The market for tax-exempt municipal bonds got a jolt of energy Wednesday morning with the issuance of $1.2 billion of New York tobacco settlement bonds, even as yields softened across most of the maturity spectrum. In Chicago, an approval by lawmakers to overhaul Illinois' pension funds stoked interest in that state's bonds.
The Citi-led tobacco deal featured two series of bonds rated AA-minus by Standard & Poor's and Fitch Ratings with maturities ranging from 2018 to 2022. The deal's short-term calls were appealing to buyers who grabbed up the bonds quickly, a New York-based trader said.
"It's going really well with the short calls and kickers offered in the deal," the trader said in an interview. "This was the big deal kind of ending the year for New York. It was a big amount to go right out the door off the bat."
Bonds maturing in 2020 with a 5% coupon and optional call in 2015 were scooped up the fastest, he said.
Yields in the first series ranged from 0.65% with a 3% coupon in 2018 to 2.15% with a 5% coupon in 2022. The bonds feature optional par calls as early as 2014 for bonds maturing in 2018, and 2017 for bonds maturing in 2022.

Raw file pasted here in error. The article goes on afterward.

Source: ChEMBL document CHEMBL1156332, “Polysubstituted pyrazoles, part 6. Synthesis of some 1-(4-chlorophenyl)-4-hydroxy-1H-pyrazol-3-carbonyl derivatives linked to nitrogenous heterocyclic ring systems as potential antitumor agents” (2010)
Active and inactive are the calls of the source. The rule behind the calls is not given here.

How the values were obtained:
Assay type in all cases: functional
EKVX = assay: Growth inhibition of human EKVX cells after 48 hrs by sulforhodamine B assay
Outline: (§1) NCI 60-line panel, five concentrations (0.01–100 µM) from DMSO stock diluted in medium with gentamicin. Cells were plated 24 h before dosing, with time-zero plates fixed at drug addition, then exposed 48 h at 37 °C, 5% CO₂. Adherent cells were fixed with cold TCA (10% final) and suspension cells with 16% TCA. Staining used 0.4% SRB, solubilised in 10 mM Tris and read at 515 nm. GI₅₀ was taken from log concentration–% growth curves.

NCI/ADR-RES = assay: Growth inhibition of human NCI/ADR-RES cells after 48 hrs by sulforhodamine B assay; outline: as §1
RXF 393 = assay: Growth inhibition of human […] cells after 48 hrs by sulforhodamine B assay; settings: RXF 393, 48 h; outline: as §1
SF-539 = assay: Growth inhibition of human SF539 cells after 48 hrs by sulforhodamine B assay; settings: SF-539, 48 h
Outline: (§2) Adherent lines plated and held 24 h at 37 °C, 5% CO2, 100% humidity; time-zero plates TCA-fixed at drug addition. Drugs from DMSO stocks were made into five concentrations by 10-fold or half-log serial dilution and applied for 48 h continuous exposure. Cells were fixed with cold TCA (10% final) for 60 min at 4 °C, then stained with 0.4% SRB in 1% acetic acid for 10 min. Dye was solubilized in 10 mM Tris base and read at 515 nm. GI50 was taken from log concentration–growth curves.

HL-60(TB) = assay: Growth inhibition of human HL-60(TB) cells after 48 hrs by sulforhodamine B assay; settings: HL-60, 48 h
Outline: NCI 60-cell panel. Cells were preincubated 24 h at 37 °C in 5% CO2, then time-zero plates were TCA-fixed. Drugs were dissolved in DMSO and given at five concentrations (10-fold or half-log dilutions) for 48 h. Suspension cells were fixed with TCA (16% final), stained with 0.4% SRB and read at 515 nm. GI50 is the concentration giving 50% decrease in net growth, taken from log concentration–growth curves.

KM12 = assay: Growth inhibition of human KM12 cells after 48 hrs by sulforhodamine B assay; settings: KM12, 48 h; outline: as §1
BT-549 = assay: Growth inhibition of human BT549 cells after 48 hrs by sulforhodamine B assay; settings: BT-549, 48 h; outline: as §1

The second series offered bonds with 5% coupons and yields ranging from 0.80% in 2019 to 2.15% with a 5% coupon in 2022. The bonds feature optional par calls as early as 2014 for bonds maturing in 2019.
Traders in Chicago were mixed over the impact of legislation approved by the General Assembly there that would alleviate Illinois' massive $100.5 billion burden from unfunded pension liabilities.
"Illinois stuff seems to really be picking up after the announcement," a trader in Chicago said. "Nobody really bought into the speculation that something would actually get done - I mean, it's Chicago. It doesn't go as far as it needs to, but it's a start, and the market clearly likes it."
Another Chicago-based trader said the legislation seemed positive but would likely be challenged in court by the city's unions. The move may be reflected more strongly in the muni market if it holds up over the coming months, he said.
Yields on the Municipal Market Data triple-A scale remained higher through Wednesday afternoon. Bonds maturing between 2017 and 2019 saw yields rise as much as three basis points, while yields on bonds with maturities beyond 2020 were up three to five basis points. Yields on bonds maturing from 2014 to 2016 were steady.
Treasuries were weaker across the yield curve. The benchmark 10-year and 30-year yields gained six basis points, to 2.85% and 3.91%, respectively. The two-year was unchanged at 0.29%.